- Cite this article as:
- Seeman, E. J Bone Miner Metab (2001) 19: 65. doi:10.1007/s007740170043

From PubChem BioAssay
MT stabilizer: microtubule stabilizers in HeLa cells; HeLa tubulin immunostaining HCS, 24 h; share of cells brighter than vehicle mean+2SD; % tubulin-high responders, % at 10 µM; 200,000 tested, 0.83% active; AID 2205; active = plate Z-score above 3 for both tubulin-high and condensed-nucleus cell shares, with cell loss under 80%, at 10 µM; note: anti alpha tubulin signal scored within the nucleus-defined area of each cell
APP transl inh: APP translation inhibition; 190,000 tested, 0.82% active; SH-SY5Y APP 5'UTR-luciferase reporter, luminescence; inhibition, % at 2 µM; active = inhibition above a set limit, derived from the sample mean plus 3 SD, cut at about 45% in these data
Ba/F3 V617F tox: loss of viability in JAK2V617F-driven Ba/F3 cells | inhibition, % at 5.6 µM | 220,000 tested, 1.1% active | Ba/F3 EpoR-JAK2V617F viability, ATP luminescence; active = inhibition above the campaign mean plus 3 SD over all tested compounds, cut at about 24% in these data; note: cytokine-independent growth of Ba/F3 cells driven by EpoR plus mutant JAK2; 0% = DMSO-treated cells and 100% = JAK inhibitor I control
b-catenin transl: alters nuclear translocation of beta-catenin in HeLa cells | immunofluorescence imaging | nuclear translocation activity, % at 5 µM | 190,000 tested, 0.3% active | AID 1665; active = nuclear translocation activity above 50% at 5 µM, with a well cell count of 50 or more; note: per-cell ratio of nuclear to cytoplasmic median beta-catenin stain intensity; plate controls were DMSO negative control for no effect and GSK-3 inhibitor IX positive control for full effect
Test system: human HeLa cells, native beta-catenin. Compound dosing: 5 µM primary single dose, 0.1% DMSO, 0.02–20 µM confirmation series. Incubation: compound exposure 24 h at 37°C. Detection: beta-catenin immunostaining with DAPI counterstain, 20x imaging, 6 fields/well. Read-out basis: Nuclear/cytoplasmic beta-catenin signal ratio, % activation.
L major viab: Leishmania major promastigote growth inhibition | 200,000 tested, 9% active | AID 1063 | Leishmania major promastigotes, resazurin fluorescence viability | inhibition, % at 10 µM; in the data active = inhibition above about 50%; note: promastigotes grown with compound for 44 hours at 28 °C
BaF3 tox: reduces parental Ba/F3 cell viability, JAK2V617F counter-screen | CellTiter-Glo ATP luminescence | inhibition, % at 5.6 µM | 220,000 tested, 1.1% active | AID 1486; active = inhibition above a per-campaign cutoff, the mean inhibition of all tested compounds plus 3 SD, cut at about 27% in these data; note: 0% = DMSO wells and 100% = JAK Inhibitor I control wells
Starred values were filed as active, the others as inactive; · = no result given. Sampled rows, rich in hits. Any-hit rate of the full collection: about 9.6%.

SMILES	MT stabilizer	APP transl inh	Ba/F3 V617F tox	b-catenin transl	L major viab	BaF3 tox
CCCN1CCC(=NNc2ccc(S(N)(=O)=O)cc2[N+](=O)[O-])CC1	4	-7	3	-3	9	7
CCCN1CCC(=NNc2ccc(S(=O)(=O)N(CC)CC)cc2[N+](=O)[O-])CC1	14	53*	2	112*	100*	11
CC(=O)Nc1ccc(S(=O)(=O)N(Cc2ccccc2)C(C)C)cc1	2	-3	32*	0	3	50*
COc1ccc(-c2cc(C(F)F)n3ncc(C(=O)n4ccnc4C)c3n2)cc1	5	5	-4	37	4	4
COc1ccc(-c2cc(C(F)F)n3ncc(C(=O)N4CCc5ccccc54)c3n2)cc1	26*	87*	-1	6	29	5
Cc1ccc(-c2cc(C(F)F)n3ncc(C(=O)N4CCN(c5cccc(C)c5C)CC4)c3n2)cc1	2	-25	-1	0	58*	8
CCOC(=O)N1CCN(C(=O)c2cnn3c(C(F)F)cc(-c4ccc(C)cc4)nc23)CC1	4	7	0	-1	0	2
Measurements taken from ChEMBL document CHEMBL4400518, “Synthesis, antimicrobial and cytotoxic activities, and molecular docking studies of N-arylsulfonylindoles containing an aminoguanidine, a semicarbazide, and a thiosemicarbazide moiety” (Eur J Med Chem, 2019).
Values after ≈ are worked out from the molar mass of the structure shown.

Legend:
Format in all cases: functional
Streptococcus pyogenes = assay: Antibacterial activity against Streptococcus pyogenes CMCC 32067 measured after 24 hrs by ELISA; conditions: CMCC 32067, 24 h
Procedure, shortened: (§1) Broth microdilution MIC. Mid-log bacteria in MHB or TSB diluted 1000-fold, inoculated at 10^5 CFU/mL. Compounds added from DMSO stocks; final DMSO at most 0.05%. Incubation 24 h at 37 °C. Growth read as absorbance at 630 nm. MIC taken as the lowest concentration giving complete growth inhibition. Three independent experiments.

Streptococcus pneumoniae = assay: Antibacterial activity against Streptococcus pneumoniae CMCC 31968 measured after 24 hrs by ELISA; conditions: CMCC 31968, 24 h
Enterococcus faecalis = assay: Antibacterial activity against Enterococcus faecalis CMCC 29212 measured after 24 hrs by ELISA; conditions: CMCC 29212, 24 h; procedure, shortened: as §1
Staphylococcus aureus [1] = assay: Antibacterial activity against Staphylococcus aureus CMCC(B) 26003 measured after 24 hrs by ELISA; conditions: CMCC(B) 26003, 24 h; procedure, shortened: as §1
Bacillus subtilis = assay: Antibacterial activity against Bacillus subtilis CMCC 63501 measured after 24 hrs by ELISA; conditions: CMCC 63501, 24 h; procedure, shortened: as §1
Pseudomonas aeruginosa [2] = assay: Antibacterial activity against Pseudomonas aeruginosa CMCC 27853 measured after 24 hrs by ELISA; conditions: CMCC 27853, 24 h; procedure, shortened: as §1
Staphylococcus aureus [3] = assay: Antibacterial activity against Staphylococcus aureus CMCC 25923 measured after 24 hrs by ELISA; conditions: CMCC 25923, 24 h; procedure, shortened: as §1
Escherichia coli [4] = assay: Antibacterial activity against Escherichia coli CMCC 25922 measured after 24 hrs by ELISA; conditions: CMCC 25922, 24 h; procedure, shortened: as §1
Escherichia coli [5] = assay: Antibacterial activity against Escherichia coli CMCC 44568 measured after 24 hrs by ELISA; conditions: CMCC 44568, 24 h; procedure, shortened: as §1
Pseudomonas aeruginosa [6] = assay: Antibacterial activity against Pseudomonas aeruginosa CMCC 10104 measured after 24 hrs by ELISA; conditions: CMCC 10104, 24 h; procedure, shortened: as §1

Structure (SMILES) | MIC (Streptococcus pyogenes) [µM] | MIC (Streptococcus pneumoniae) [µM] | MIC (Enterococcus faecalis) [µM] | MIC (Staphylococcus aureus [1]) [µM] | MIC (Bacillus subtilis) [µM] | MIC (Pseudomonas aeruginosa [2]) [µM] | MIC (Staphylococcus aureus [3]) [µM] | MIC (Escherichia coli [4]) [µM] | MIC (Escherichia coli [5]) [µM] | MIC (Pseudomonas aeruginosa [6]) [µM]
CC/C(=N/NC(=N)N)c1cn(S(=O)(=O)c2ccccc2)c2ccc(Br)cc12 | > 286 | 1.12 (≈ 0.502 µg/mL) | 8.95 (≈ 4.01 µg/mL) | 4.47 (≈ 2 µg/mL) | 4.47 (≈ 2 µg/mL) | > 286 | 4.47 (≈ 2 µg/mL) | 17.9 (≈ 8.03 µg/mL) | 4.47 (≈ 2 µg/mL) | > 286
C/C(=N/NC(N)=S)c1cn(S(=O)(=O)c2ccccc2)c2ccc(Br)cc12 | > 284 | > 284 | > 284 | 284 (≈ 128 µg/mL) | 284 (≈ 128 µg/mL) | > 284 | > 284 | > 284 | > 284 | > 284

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Raloxifene is a selective estrogen receptor modulator, a compound that has estrogen agonist activity at some sites and antagonist activity at others. In investigations in animals and in rigorously conducted trials in humans, raloxifene treatment is associated with a 30%–40% reduction in risk of one or more spine fractures using the 60 mg dose. This reduction in risk is found in women with or without baseline fractures, in women with bone mineral density (BMD) in the lower, middle, or upper third of the low range (all had BMD reduced by more than 2.5 SD) and in women aged less than 65 years, between 65–70 years, and greater than 70 years. A reduction in ankle fractures, but not hip or wrist fractures, was found. Raloxifene treatment also is associated with a 60%–70% reduction in risk for breast cancer and is associated with reduced total and LDL cholesterol, lower fibrinogen, and no rise in triglyceride. Reduced aortic wall cholesterol content is reported in animal studies. These are surrogate endpoints of cardioprotection. There is no evidence that raloxifene reduces the incidence of myocardial or cerebrovascular events. Raloxifene does not induce breast tenderness, endometrial hyperplasia, menstrual bleeding, or endometrial cancer, but may be associated with an increased risk of thromboembolic disease (1/1000 cases per year), leg cramps in 2%–4% of cases and hot flushes in 4%–6% of cases, usually in first 6 months.
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